The physical location of the business may preclude retail sales, especially if the business originally structured itself as a non retail business. Or the building/location could be in a local government regulated nonretail area or not permitted for retail sales. Or that the business does not have a state retail sales license. It's that simple Bob.

    There you are again with the personal put down Bob. How about you Report that.

    I certainly didn't say it was but talk about extraneous information; what does Clack have to do with the subject? You say you have seen the Clack communications, yet you still don't understand that they stopped ALL internet sales/dealers, not some of the internet sales/dealers, all of them Bob, every one of us but...

    You will probably call this extraneous info too but for others reading this, the local, state and federal governments categorize all businesses and they also regulate all businesses. All businesses when founded must come up with a category code number and report it to local, state and federal government agencies/departments, such as IIRC the state Department of Revenue and the federal IRS; possibly the FTC also. In a quick search for business codes I found this for some retailers from
    http://www.naicscode.com/Search/MoreNAICSDetail.asp?N=4543

    4543 Direct Selling Establishments - 2007 NAICS Code Description See Also
    Description
    This industry group comprises establishments primarily engaged in nonstore retailing (except electronic, mail-order, or vending machine sales). These establishments typically go to the customers' location rather than the customer coming to them (e.g., door-to-door sales, home parties). Examples of establishments in this industry are home delivery newspaper routes; home delivery of heating oil, liquefied petroleum (LP) gas, and other fuels; locker meat provisioners; frozen food and freezer plan providers; coffee-break services providers; and bottled water or water softener services.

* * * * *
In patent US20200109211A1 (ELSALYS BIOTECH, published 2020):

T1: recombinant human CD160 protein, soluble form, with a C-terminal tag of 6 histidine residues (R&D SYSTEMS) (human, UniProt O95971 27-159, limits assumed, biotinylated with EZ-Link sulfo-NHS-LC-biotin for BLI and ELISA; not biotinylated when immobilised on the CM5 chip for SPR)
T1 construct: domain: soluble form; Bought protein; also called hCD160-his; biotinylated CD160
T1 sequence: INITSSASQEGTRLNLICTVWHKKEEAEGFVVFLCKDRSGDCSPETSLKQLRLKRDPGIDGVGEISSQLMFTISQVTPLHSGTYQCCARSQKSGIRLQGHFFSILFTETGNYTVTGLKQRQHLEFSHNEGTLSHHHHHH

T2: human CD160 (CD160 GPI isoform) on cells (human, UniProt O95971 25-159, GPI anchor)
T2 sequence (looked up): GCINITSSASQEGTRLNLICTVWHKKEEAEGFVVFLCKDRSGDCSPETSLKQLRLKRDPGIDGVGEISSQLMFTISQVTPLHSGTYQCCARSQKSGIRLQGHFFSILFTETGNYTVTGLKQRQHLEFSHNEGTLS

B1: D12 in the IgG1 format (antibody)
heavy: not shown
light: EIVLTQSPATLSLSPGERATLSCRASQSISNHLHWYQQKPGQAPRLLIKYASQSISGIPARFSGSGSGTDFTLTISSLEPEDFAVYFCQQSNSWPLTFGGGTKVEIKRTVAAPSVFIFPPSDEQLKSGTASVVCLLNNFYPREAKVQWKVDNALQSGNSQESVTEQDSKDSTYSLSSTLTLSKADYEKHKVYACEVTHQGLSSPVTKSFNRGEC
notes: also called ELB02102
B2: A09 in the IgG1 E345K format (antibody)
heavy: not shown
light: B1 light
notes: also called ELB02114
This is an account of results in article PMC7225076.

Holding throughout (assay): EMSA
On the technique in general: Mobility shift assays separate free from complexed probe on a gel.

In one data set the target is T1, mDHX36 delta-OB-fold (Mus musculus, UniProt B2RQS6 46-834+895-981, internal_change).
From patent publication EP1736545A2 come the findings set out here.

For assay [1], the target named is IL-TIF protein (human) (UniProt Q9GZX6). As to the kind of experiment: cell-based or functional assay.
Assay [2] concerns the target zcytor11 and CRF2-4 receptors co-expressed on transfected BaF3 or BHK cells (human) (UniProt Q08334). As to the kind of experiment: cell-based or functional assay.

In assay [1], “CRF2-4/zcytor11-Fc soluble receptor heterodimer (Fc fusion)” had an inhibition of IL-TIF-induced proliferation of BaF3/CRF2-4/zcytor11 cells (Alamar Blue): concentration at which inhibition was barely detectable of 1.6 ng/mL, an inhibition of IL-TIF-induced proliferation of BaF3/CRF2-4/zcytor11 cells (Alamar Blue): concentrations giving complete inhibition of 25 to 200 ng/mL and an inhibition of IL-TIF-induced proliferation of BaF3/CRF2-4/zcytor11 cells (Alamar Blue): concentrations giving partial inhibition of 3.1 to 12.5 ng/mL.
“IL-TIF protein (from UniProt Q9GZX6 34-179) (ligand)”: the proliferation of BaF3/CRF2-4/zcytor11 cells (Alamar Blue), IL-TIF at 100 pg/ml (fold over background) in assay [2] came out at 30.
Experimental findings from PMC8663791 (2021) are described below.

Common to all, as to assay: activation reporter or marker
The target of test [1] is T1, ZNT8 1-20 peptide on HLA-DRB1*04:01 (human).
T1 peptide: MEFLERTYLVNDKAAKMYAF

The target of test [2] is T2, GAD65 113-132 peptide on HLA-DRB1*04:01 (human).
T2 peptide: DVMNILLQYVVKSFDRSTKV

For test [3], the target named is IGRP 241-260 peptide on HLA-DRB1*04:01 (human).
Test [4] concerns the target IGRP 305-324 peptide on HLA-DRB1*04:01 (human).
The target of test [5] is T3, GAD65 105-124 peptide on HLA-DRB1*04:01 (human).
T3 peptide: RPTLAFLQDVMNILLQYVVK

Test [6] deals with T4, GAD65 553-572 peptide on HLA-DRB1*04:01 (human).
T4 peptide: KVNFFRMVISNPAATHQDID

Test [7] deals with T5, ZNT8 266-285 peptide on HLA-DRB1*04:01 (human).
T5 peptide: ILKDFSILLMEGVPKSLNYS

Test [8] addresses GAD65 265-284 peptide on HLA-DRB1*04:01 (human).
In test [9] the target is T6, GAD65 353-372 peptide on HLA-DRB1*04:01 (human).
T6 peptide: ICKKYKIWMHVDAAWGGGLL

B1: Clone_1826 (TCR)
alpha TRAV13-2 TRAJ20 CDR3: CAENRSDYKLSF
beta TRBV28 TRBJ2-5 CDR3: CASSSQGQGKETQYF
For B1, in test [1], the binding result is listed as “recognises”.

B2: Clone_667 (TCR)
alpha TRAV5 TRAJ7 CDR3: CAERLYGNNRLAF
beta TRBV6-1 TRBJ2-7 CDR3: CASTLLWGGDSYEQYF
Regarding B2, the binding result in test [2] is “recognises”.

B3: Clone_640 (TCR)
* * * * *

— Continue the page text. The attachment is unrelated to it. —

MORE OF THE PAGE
See Also
    Parent Sectors of 4543:
    45 - Retail Trade
    454 - Nonstore Retailers
    Sub-Sectors of 4543:
    45431 - Fuel Dealers
    45439 - Other Direct Selling Establishments

    This is some wholesalers from
    http://www.naicscode.com/Search/MoreNAICSDetail.asp?N=425110#AlsoCalled

    Description of some retailers.
    The buying of goods for resale is a characteristic of retail trade establishments that particularly distinguishes them from establishments in the agriculture, manufacturing, and construction industries. For example, farms that sell their products at or from the point of production are not classified in retail, but rather in agriculture. Similarly, establishments that both manufacture and sell their products to the general public are not classified in retail, but rather in manufacturing. However, establishments that engage in processing activities incidental to retailing are classified in retail. This includes establishments, such as optical goods stores that do in-store grinding of lenses, and meat and seafood markets.